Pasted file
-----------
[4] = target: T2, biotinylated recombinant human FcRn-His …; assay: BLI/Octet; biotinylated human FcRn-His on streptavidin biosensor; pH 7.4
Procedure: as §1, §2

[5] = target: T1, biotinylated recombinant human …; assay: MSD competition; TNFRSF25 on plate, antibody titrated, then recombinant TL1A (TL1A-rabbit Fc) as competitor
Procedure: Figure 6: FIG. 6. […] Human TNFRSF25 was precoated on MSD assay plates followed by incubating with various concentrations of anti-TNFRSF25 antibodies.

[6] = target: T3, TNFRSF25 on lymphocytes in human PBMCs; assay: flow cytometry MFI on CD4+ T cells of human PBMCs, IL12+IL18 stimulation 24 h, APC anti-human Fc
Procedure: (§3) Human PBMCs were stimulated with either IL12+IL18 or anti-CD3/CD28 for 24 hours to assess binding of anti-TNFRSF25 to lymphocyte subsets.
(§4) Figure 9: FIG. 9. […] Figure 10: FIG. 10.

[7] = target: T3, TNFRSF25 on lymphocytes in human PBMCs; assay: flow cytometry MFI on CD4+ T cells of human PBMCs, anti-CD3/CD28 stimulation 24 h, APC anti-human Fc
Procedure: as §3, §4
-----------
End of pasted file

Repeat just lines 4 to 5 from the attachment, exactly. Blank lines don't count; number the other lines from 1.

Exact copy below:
Procedure: Figure 6: FIG. 6. […] Human TNFRSF25 was precoated on MSD assay plates followed by incubating with various concentrations of anti-TNFRSF25 antibodies.

[6] = target: T3, TNFRSF25 on lymphocytes in human PBMCs; assay: flow cytometry MFI on CD4+ T cells of human PBMCs, IL12+IL18 stimulation 24 h, APC anti-human Fc